The scientists from Southern Methodist University gave a report on their finding to local leaders Friday morning.
Initial results from 20 new seismic monitors installed in the area show the earthquakes are relatively shallow. That explains so many people as far away as Plano can feel them.
They've also been concentrated along a narrow, two-mile line.
That suggests a fault line extending from Irving into West Dallas. It runs from Highway 114 to Walnut Hill Road along the Trinity River.
"This is a first step, but an important one, in investigating the cause of the earthquakes," said SMU seismologist Brian Stump. "Now that we know the fault's location and depth, we can begin studying how this fault moves - both the amount and direction of motion."
The next step is looking for the triggers and determining whether they are natural or manmade.
"Sometimes what triggers an earthquake can be very small, so all of these factors have to be considered when looking for that trigger," said Heather DeShon, another seismologist from SMU.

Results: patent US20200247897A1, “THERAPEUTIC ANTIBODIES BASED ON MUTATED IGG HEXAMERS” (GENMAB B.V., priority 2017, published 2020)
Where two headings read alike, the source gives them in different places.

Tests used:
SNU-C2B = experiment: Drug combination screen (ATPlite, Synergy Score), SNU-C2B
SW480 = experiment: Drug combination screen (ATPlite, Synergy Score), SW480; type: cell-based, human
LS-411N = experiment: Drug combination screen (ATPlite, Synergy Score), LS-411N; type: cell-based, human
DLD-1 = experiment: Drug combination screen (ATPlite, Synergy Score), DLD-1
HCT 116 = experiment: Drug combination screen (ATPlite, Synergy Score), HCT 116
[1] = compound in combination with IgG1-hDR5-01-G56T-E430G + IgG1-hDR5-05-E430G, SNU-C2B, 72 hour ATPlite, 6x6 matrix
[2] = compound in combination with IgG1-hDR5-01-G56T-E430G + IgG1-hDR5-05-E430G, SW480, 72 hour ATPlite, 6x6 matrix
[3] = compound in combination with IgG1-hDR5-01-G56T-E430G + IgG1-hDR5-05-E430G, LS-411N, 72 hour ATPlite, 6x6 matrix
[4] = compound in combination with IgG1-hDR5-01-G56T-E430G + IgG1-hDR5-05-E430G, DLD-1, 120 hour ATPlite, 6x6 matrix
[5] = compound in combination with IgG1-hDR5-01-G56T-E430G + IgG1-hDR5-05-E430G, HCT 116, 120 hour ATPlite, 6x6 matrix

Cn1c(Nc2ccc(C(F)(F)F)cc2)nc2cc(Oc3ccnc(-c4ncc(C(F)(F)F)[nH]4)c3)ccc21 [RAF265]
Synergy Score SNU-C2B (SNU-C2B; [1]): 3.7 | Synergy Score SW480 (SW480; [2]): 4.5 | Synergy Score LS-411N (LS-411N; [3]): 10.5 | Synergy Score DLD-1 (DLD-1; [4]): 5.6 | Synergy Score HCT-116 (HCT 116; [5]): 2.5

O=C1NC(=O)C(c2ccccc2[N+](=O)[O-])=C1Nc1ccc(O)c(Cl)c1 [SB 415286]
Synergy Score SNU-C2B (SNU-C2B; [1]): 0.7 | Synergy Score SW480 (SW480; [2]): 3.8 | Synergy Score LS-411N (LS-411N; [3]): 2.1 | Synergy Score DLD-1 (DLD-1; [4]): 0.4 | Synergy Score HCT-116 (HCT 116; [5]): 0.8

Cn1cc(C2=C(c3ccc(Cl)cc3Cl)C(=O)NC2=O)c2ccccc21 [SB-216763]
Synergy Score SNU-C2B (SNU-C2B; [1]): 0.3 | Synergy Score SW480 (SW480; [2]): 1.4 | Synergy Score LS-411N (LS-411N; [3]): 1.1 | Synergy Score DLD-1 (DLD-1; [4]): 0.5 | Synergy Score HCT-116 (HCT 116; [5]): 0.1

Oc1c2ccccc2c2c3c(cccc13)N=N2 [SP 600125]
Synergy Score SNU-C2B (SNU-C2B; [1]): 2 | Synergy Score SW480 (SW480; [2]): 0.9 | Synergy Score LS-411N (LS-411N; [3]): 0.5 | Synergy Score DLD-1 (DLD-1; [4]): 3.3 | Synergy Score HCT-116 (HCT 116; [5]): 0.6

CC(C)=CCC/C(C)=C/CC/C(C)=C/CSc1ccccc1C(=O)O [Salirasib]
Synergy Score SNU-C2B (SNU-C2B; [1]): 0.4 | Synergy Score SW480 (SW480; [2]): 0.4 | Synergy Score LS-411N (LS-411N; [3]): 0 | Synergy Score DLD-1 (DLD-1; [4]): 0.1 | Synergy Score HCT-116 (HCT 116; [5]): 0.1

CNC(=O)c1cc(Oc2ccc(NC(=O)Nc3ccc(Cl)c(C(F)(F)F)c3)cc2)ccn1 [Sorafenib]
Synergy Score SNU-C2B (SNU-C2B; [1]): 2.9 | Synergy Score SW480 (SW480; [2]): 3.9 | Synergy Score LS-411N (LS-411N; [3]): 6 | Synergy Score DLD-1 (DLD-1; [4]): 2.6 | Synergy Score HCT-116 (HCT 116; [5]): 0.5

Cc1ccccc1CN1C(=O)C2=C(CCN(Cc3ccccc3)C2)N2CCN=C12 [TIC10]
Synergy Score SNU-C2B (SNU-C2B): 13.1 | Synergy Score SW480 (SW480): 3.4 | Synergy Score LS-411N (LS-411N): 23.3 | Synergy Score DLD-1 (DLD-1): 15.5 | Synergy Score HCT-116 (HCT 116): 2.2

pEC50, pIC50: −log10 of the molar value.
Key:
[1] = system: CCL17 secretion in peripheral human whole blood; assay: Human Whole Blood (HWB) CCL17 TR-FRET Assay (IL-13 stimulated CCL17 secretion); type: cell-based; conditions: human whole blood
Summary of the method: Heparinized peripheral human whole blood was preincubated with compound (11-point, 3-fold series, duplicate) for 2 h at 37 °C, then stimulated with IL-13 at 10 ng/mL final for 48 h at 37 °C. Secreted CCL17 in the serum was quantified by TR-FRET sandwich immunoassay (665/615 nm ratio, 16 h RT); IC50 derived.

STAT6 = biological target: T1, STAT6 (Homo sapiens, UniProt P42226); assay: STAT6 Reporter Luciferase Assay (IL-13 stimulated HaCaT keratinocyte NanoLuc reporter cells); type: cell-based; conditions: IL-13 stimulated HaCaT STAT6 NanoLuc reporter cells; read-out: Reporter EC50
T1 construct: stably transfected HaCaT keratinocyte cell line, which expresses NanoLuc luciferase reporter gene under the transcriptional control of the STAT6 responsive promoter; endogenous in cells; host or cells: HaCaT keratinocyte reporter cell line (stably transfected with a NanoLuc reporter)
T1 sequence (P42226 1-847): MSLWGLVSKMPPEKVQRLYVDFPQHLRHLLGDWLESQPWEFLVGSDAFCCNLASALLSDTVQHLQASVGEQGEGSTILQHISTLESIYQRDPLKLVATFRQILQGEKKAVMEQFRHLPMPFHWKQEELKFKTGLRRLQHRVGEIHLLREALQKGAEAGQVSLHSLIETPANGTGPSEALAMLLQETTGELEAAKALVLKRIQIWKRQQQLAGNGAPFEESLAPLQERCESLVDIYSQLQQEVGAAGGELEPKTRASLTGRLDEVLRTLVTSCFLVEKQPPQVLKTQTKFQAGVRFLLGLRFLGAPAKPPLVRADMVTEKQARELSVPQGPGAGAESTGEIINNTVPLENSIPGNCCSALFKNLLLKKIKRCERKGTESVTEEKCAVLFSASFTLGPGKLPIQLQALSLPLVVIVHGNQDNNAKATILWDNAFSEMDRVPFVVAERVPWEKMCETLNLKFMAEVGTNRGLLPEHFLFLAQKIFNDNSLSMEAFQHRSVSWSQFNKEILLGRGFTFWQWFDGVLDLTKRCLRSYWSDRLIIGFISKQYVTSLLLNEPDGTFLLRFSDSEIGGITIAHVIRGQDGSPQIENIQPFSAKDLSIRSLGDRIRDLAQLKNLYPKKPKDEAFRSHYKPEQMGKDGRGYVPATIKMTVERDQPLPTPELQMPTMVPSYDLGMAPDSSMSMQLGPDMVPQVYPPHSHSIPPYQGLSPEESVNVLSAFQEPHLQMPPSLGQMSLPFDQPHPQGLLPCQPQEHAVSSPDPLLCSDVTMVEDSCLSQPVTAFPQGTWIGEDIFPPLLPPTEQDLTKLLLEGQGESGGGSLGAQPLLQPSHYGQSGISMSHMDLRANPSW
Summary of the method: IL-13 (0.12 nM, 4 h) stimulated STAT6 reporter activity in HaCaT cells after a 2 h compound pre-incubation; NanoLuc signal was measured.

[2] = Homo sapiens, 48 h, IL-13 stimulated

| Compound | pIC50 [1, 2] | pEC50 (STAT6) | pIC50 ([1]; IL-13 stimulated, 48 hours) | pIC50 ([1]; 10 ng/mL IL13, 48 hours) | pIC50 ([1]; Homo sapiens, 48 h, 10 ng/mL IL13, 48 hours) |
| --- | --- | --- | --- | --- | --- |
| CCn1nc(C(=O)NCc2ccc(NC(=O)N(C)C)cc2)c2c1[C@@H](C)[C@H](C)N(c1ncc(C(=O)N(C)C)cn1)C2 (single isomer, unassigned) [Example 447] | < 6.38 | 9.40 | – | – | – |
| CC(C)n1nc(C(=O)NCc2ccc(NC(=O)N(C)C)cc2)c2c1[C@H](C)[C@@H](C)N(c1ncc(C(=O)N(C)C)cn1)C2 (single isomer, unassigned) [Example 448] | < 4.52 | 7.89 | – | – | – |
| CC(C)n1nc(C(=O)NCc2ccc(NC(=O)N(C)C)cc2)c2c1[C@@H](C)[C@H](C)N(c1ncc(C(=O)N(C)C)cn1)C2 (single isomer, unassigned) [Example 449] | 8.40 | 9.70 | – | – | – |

The report notes two inactive gas wells in the area and one wastewater injection well about eight miles to the northwest. But, the scientists have not yet determined if those wells are causing the quakes.
The U.S. Geological Survey previously pinpointed the locations of the earthquakes in a circular pattern around the old Texas Stadium site. The team from SMU no longer believes that map is accurate.
The closest USGS monitor is 40 miles away and some are as far away as 900 miles, they said.
Read the full report: http://www.smu.edu/News/2015/earthquake-update-06feb2015